This is the easiest way to get to the best views in Banff

Lisa Monforton

Travel Alberta

Jan 23, 2018 - 4 minute read

I didn’t expect to get to a mountaintop and have a bad case of job envy.

But I do as I step into a classic Alberta scene: Big mountains. Blue sky. Lakes that look like they are perfect for skipping stones. On the viewing platform, a young woman takes a moment all to herself.   

“G’morning,” I whisper, not wanting to break the silence. 

Jessica Weckesser turns to me with a big smile. The Sunshine Village summer guide is sneaking in some quiet time from her mountaintop perch before the day’s visitors arrive to explore the trails of Sunshine Meadows

“It so peaceful up here at this time of day,” she says.

Sit back enjoy the chairlift ride. It's the easy and scenic way up to Sunshine Meadows.  

The scene is larger than life. This, I think, is some office. 

I know this place well. In the winter, Banff Sunshine Village is one of the world’s great ski resorts. In the summer, the gondola whisks hikers up the alpine village, and chair lifts get you even higher. Only recently, has Sunshine Mountain Lodge opened for summer overnighters. 

I’ve hiked at Sunshine Meadows before, but never with a guide. Today I’m tagging along with Eva Adamkova, Banff Sunshine Meadows interpretive program supervisor. She steps off the Standish chair lift moments after my husband and I have arrived. 

Adamkova can’t get enough of the meadows either. Whenever she can escape the four walls of her office, she says, she heads up for a hike. She never gets tired of the massive views.

You've made it to the top. The view from the Standish platform will take your breath away with mountains for miles and miles. 

They just aren’t expecting such an amazing view.

Eva Adamkova

The Sunshine Meadows is big slice of Banff National Park, a World UNESCO Heritage site, but Adamkova wants hikers to pause from taking in the jaw-dropping vistas, and notice the smaller things living up here. The hawk making off with a baby bird or snagging a ground squirrel as its next meal. Or evidence that a bear has shoved a boulder aside to get its paws on some juicy grubs.

Look up, crouch down, listen, Adamkova says. Get a closer look at the smaller, living things. 

Adamkova, from the Czech Republic, remembers the first time she stood on the Standish viewing platform. “I was so happy.”     

And she still is. But now she gets joy from watching peoples' faces and hearing them try to put what they’re seeing into words. “They just aren’t expecting such an amazing view.”

Adamkova has turned her focus to a more microscopic view of the meadows – the not-so obvious flowers and creatures. “I like to tell people how fragile this environment is; look at the little details and admire even the tiniest of flowers.”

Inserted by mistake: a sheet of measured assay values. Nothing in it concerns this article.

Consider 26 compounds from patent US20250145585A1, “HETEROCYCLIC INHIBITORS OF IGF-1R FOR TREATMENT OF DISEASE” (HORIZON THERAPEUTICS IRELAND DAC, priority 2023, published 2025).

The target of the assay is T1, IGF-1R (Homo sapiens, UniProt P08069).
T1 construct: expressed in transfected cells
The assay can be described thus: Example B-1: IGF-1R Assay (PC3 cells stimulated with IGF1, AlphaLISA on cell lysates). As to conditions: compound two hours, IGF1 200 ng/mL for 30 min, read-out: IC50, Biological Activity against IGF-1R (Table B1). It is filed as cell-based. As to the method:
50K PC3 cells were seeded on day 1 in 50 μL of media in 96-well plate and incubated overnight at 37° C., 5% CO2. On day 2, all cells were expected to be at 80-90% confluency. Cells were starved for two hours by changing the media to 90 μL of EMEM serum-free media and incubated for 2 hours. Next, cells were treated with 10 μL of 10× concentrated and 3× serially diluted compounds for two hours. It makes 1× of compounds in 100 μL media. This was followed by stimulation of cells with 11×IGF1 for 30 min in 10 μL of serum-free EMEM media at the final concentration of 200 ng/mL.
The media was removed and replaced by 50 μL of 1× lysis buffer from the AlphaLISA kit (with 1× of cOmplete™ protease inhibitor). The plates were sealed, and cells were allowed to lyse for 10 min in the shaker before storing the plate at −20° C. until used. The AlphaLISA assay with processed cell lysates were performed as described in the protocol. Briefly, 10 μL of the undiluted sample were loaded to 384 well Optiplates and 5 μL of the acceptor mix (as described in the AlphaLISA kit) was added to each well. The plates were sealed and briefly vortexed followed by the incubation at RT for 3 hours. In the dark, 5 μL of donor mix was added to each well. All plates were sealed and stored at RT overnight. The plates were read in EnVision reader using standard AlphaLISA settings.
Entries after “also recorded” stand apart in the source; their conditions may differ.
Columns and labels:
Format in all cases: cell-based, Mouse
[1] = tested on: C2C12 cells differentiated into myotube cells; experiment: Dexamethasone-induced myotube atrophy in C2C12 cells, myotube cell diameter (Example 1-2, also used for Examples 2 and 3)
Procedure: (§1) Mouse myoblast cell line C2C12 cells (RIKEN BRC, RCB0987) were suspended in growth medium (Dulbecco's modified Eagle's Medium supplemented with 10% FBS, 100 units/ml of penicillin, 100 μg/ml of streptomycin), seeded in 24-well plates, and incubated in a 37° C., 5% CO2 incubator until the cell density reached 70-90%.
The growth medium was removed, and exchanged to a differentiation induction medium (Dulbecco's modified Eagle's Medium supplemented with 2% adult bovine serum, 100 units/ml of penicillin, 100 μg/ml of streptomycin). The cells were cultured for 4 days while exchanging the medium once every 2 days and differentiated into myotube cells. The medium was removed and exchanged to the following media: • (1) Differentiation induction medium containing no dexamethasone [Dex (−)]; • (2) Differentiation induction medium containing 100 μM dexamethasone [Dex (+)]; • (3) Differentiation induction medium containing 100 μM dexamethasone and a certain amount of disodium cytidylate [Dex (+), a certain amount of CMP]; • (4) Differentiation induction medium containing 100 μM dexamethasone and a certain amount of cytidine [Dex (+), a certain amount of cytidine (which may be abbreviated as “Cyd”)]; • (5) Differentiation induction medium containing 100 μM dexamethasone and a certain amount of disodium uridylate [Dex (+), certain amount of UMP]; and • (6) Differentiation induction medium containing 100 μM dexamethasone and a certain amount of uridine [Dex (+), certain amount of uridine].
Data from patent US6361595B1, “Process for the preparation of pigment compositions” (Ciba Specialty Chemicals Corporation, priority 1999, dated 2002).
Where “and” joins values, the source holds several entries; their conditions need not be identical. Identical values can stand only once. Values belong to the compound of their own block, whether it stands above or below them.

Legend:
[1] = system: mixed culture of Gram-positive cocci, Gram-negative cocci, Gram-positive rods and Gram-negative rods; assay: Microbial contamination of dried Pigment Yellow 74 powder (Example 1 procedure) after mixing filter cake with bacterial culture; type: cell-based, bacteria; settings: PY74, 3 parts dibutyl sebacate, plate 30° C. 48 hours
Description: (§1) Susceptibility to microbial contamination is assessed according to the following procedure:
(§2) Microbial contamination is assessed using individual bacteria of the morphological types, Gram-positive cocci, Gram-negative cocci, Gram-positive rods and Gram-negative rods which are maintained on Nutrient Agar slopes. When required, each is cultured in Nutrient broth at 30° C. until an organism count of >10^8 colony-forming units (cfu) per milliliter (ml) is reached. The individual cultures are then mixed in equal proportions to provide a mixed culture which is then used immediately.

What you see here today might be gone tomorrow, she says. It’s always changing.

We walk along Rock Isle Lake trail, one of six trails. Adamkova stops. “Oh, look here.” A Richardson’s ground squirrel stuffs flower seeds into its mouth; another one nearby stands on its haunches, “cheep, cheep”-ing to his fellow critters. Maybe they’re sharing news of new-found brunch spot.  

“They’re fattening up for the winter,” Adamkova says. And it’s only the middle of summer. When you hibernate for nine months of the year you need to put on the pounds, so you can make it through the winter.

Overhead, a hawk circles searching for prey. Farther down the trail, Adamkova spots a bear claw marking off the trail. It’s a sign that one had recently been gorging here. 

“You have to stop, look and listen to the sounds of nature, the wind, the birds, the water,” says Adamkova. It’s one of the reasons she’s come to love Alberta and its wild places and wants to make it her permanent home. 

Yep, we get it. 

It's the unexpected and small things that make the meadows fascinating. Sometimes you have to crouch down to see a bear paw print or ground squirrels stuffing their cheeks with seeds. 

Open the windows, turn up the tunes 

Getting to the backside of Sunshine Village for a hike in the meadows is half the fun. Windows down, we enjoy the smell of the trees during the 15-minute twisty road up to the resort’s base. We’ve seen a bear amble along this road and always have to brake for the bighorn sheep. 

The resort’s base is 1,660 metres above sea level. There, we hop on the gondola for a 15-minute ride further up to the village. On previous trips, we’ve seen a marmot catching some rays on a rock and a moose hanging out in the trees, but not today. 

At the village, the Standish chair lift takes us to the top of the mountain. We feel so light without our ski gear, which we’re always wearing on this trip in the winter. Today, it’s a shorts and T-shirt kind of day. 

Ihr könnt euch nach eurer Tageswanderung durch die Sunshine Meadows noch nicht wieder losreißen? Kein Problem, in der Sunshine Mountain Lodge stehen Betten für Übernachtungsgäste bereit.

At the end of our hike, we’re ready to take it easy with a cold beer on the balcony of our room at Sunshine Mountain Lodge, where we’re spending the night. 

Then, we grab a soak in the outdoor hot tub before dinner at the upscale Chimney Corner, and a nightcap at Mad Trappers Grill.

We walk back to our room in the dark. There’s a light show happening in the sky that we’d never see in the city. And the day ends like it’s begun: a rare silence you don’t want to break. 

You earned it. Nothing beats a beauty day at high elevation with friends. 

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